Consensus Kills

Consensus Kills

How a culture of consensus kills innovation

If you work in software, especially as a front end developer, you understand technology fatigue. For those of you who may be unfamiliar, technology fatigue is where you are fatigued by the pace at which technology progresses and/or the rate at which newer, more appropriate technology becomes available thus making your original choice in technology obsolete. It can be exhausting! Because we live in an information age, publishing new information for anyone in the world to see is as easy as clicking a button. As a result, technology fatigue has become a kind of occupational hazard for developers. Hazard or not, technology fatigue can burn you out if you aren't careful. The risk is compounded when you add additional factors that are frequently encountered daily.

As a front end engineer there are millions of frameworks available to choose from. Ok that was hyperbole, but seriously, there are dozens if not hundreds of frameworks to choose from each with their own merits and faults. The fact that there are so many choices presents both an opportunity and a problem. The opportunity is that there are a lot of different ways to solve problems, GREAT! The problem is that there are so many ways it's often unclear which is the "best" way, BOO! One mark of a good engineer is that they look for efficient solutions. Good engineers want to discover the most appropriate way to solve a problem. Therein lies a new problem: because engineers are constantly trying to figure out the "best" way to do... well everything, and because they are inclined wired to find efficient solutions, the effect is less than ideal: Sometimes engineers get stuck trying to solve more superficial issues than they should. Sometimes the pursuit of perfection becomes the enemy of good. Engineers in this frame of mind forget that there are external factors at play that should help guide their decisions and priorities... To add salt to the wound, it's not always clear where the line is between prudent pursuit of a great solution and a foolish use of one's time. Proper discernment of where you land often requires temporarily setting aside preconceived notions, personal opinions, or other information that prevents unbiased analysis and taking an objective look at both historical progressions of similar situations, your own anecdotal experience, or other non-biased information which can help answer the deceptively simple question, "is what I am doing worthwhile?".

Now all of this is fine and good but where does consensus come into it? So far I've only outlined some underlying catalysts that exasperate the problem I'm trying to frame: technology fatigue, analysis paralysis and wasted time aren't the bigger problem. Individually these things do not cause the more impactful, demoralizing outcome I eluded to in the title but they play a role in fuelings it's progression.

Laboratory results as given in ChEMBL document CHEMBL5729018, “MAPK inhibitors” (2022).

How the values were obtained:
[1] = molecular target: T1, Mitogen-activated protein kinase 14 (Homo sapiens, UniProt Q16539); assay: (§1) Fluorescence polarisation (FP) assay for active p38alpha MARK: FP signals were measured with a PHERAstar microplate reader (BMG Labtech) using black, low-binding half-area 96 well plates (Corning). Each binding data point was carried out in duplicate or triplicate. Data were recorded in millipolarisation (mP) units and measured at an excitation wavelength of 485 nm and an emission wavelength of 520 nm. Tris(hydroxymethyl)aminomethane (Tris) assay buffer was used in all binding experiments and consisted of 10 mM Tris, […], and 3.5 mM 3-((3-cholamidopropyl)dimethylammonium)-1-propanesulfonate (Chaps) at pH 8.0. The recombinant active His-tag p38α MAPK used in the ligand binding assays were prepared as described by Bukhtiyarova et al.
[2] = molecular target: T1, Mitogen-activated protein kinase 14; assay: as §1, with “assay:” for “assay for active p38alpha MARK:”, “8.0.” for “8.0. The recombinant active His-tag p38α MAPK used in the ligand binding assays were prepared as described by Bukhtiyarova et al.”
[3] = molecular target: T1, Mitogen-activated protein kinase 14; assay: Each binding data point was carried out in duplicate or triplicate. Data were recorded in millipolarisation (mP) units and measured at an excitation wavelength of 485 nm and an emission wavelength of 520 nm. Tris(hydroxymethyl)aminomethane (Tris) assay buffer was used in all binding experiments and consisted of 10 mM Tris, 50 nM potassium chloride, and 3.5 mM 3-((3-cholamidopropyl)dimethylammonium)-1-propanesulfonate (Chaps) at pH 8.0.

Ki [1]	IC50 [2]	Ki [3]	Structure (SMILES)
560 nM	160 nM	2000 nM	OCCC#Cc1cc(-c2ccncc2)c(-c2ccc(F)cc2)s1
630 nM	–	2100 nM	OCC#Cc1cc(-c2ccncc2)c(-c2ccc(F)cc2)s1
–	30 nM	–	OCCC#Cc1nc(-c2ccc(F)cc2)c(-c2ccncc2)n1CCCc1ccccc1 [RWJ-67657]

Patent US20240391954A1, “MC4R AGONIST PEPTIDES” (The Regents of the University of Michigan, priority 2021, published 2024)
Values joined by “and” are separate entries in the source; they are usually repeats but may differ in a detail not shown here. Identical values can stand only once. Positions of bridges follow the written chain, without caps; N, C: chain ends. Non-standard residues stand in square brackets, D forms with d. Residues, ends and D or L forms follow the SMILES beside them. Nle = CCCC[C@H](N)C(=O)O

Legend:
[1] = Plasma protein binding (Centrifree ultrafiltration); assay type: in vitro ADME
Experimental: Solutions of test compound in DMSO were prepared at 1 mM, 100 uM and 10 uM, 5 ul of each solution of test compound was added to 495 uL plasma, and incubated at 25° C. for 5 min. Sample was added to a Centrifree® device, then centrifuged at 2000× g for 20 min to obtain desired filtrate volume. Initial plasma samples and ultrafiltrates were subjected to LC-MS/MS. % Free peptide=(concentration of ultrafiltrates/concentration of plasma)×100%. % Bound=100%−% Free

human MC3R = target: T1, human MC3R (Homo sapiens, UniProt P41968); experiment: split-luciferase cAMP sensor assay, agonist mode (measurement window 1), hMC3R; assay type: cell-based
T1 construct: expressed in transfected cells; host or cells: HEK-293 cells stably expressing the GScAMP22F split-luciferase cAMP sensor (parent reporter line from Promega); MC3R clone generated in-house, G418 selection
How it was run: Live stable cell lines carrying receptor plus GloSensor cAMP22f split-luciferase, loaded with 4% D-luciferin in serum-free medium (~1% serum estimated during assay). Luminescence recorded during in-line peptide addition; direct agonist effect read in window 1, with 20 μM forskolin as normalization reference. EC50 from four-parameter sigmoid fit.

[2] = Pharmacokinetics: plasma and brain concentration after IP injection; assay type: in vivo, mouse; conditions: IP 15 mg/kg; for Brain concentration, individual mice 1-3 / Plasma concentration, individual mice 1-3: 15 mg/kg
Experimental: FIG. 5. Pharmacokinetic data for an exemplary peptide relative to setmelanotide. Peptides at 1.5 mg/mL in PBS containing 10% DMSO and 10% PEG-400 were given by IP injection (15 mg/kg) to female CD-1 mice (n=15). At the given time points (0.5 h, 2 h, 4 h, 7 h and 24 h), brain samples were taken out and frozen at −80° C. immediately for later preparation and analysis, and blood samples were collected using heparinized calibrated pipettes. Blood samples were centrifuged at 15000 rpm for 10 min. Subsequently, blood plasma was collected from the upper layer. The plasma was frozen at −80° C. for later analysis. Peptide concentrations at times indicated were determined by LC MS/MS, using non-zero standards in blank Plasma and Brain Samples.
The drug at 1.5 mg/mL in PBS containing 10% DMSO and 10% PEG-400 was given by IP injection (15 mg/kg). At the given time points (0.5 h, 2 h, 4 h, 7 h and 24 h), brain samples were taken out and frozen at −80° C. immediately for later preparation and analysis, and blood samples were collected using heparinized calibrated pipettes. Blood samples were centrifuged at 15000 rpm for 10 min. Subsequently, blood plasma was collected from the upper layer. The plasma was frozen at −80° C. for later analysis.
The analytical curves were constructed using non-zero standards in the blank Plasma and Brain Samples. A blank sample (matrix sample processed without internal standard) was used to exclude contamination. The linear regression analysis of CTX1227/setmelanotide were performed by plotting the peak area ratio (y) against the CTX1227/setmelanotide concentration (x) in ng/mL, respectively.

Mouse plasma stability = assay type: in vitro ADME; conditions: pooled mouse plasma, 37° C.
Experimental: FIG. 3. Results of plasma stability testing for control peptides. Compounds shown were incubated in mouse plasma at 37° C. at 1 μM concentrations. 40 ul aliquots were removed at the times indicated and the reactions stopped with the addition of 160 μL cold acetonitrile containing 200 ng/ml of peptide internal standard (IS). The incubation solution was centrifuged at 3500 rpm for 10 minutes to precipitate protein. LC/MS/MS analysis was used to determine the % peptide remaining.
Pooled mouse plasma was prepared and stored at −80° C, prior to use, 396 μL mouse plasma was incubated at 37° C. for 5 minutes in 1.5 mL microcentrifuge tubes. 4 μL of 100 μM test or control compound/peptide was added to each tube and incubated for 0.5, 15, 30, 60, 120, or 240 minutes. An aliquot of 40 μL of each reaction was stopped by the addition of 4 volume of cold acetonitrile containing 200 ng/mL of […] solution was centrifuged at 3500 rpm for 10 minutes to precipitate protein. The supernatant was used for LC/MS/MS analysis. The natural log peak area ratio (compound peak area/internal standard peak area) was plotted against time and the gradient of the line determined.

You see technology fatigue alone is a surmountable obstacle. Analysis paralysis can be overcome. Decisions can and are made daily without foreknowledge of their ramifications. That's life. The problem is that when you start adding people things start to get more and more complicated... Here's the point: As an individual it's tough to pick a great solution to a given problem. Throw a wrench in that equation, like too much choice, and it's even more difficult for that individual.

Now imagine getting into a group of other individuals -also struggling with decisions- and ask them to come to an agreement on the way forward.


I'll pause while you consider (or reminisce) about how awful that is...Go get a latte while you percolate on that. Or, if you can't, look at a nice picture of one :)

MMM, no conflict in a latte :)

MMM, a delicious no-conflict-latte :)

Alrighty! Did you catch it? Is it clear how coming to an agreement is exasperated when you add more people? In fact, it is arguable that the difficulty is multiplied by (at least) a factor of the number of people making the decision. So what? I'll concede that things that are difficult are not impossible. So how does a difficult situation turn into one where creativity is killed?

Coming to a decision requires consensus. Consensus is often reached through concession. It's these seemingly benign concessions where things start to fall apart because the reality is concessions aren't generally as benign as they seem. Often concessions undermine the integrity of the original concept from whence they stem.

The unfortunate reality is that the more people involved, the greater the number of concessions needed to reach consensus. There is a point where there is nothing worthwhile left of the original ideas brought to the discussion. Instead they have been replaced with something much weaker.

Let me attempt to put it more plainly: Imagine that A and B represent ideas. If I want A and you want B, concession may mutate A and B into C. C isn't what I want and it isn't what you want either. Neither you or I are happy and neither A or B is realized to it's highest potential. We are forced to concede on a lesser of both A and B, this new concept C. Had A or B been used without alteration, it's arguable that the creative effort that spawned the respective winner into existence was a success. It won't always be A and it won't always be B, but by choosing one, the purity of that idea remains intact. A or B can be seen through to its full extent and more accurately measured for success. On the other hand, if the requirement is that we use C, our ability to innovate and exercise creativity was effectively useless, or at least not as useful as in the first scenario. C can be executed but it is difficult to tell which part of C lead to C's success or failure. Was it the A part or the B part or the coupling of those in concert? It's very difficult to know. However, it's easy to know our original well-thought-through, well researched ideas are not there or certainly not as strong. They've been replaced with something not as thoroughly interrogated. It's unfortunate at best and demotivating at worst. The bottom line is this: If consensus is the continual theme in decision making at your organization, your creativity is effectively being killed.